United States District Court, W.D. Louisiana, Alexandria Division
RAYSHAUN J. CHRISTMAS, Plaintiff
JAMES LEBLANC, ET AL., Defendants
REPORT AND RECOMMENDATION
H.L. Perez-Montes, United States Magistrate Judge
the Court is a civil rights complaint (42 U.S.C. § 1983)
filed by pro se Plaintiff Rayshaun J. Christmas
(“Christmas”) (#433850). Christmas was granted
leave to proceed in forma pauperis. (Doc. 4).
Christmas is an inmate in the custody of the Louisiana
Department of Corrections (“DOC”), incarcerated
at the David Wade Correctional Center (“DWCC”) in
Homer, Louisiana. Christmas complains that Defendants Major
McFarland and Lt. Hayes failed to protect him from an attack
by another inmate when he was housed at Winn Correctional
Center in Winnfield, Louisiana.
matter has been referred to the undersigned for review,
report, and recommendation in accordance with the provisions
of 28 U.S.C. § 636 and the standing orders of the Court.
alleges he stopped Major McFarland after pill call to inform
him that Christmas and another inmate were involved in a fist
fight about a cell phone on their shared tier, Birch-B1.
(Doc. 13, p. 5). The inmate threatened to kill Christmas if
he returned to the B1 tier. (Doc. 1, pp. 3-4). Major
McFarland responded that he did not have time at that moment
to deal with the issue. (Doc. 1, pp. 3-4). Christmas then
told Lt. Hayes about the problem. Lt. Hayes also advised
Christmas that he did not have time to address the problem at
that moment because a shift change was imminent. (Doc. 1, p.
then exited his tier and went to visit a friend on the
Birch-A1 tier. (Doc. 13, p. 6). When Christmas was leaving
the Birch-A1 tier, he was attacked by the inmate that had
threatened him, and Christmas suffered serious injuries.
(Doc. I, pp. 5-6). Christmas received a disciplinary charge
for being on the Birch-A1 tier.
Law and Analysis
Christmas's complaint is subject to screening under
§§ 1915(e)(2) and 1915A.
is a prisoner who has been permitted to proceed in forma
pauperis. As a prisoner seeking redress from an officer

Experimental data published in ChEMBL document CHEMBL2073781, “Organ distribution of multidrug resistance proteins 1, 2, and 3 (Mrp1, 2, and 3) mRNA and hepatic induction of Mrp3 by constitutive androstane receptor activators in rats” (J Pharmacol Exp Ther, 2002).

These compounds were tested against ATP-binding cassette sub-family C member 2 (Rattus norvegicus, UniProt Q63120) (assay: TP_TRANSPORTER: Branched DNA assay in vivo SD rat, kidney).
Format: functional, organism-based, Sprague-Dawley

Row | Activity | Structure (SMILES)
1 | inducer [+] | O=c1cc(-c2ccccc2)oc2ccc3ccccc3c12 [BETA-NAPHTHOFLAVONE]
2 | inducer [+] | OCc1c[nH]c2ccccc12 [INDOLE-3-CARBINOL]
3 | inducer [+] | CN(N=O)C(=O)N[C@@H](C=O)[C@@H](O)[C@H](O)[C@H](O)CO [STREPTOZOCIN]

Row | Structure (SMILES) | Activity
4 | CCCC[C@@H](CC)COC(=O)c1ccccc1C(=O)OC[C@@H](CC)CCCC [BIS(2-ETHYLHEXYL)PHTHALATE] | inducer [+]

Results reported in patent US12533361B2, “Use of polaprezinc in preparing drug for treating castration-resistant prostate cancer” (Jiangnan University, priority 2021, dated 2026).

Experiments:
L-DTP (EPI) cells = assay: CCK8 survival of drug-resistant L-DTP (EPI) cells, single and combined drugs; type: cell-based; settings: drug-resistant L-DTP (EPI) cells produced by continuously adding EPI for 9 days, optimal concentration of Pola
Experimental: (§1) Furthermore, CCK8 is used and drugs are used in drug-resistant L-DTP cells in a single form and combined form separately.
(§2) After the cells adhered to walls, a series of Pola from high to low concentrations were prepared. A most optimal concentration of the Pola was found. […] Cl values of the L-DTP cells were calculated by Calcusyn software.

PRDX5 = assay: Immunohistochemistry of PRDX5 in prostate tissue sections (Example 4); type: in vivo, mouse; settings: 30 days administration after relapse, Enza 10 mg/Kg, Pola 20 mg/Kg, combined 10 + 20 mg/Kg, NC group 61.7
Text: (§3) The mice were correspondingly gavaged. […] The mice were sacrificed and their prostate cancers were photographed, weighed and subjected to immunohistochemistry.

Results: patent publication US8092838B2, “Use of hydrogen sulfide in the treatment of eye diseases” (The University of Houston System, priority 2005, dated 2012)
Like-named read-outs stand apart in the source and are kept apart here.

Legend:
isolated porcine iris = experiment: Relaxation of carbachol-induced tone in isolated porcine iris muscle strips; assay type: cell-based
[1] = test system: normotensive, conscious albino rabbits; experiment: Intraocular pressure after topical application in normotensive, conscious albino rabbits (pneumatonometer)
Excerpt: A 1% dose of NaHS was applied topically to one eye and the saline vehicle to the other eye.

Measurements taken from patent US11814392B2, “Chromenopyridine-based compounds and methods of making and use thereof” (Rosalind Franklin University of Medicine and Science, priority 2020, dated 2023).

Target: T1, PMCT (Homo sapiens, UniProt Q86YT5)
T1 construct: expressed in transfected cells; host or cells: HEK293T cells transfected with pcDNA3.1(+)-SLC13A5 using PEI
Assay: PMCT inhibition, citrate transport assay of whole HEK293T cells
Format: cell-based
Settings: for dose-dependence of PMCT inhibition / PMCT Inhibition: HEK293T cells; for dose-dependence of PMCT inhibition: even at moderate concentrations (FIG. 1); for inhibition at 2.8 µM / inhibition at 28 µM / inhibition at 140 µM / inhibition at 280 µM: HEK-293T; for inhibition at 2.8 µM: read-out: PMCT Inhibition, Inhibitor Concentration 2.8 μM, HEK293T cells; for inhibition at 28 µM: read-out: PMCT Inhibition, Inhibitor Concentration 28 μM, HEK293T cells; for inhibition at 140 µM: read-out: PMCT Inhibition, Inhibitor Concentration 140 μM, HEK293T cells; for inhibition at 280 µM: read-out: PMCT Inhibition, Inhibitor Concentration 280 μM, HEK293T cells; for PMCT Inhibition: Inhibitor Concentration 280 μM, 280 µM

or employee of a governmental entity, Christmas's
complaint is subject to preliminary screening pursuant to 28
U.S.C. § 1915A. See Martin v. Scott, 156 F.3d
578, 579-80 (5th Cir. 1998) (per curiam). Because he is
proceeding in forma pauperis, Christmas's
complaint is also subject to screening under §
1915(e)(2). Both §§ 1915(e)(2)(B) and 1915A(b)
provide for sua sponte dismissal of the complaint,
or any portion thereof, if the Court finds it is frivolous or
malicious, if it fails to state a claim upon which relief may
be granted, or if it seeks monetary relief against a
defendant who is immune from such relief.
complaint is frivolous when it “lacks an arguable basis
either in law or in fact.” Neitzke v.
Williams, 490 U.S. 319, 325 (1989). A claim lacks an
arguable basis in law when it is “based on an
indisputably meritless legal theory.” Id. at
327. A complaint fails to state a claim upon which relief may
be granted when it fails to plead “enough facts to
state a claim to relief that is plausible on its face.”
Bell Atl. Corp. v. Twombly, 550 U.S. 544, 570
(2007); Ashcroft v. Iqbal, 556 U.S. 662 (2009).
Christmas cannot show Defendants acted with deliberate
indifference or that Defendants' actions caused his
officials have a duty to protect inmates from violence by
other inmates, and to take reasonable measures to protect
their safety. See Farmer v. Brennan, 511 U.S. 825,
832-33 (1994). However, not every injury “by one
prisoner at the hands of another ... translates into
constitutional liability for prison officials responsible for
the victim's safety.” Farmer, 511 U.S. at
834. Prison officials can be held liable for their failure to
protect an inmate only when they are deliberately indifferent
to a known substantial risk of serious harm. See
Farmer, 511 U.S. at 834; Newton v. Black, 133
F.3d 301, 308 (5th Cir. 1998). A plaintiff must show that he
was incarcerated under conditions posing a substantial risk
of serious harm and that prison officials were deliberately
indifferent to his safety or his need for protection.
Neals v. Norwood, 59 F.3d 530, 533 (5th Cir. 1995).
official is deliberately indifferent to an inmate's
health and safety only if he knows that the inmate faces a
“substantial risk of serious harm and disregards that
risk by failing to take reasonable measures to abate
it.” Farmer, 511 U.S. at 847; see Jones v.
Greninger, 188 F.3d 322, 326 (5th Cir. 1999). The United
States Fifth Circuit has explained that “[d]eliberate
indifference is a conscious choice to endanger constitutional
rights.” Mesa v. Prejean, 543 F.3d 264, 274
(5th Cir. 2008) (quoting Snyder v. Trepagnier, 142
F.3d 791, 799 (5th Cir. 1998)). “Deliberate
indifference cannot be inferred merely from a negligent or
even a grossly negligent response to a substantial risk of
harm.” Thompson v. ...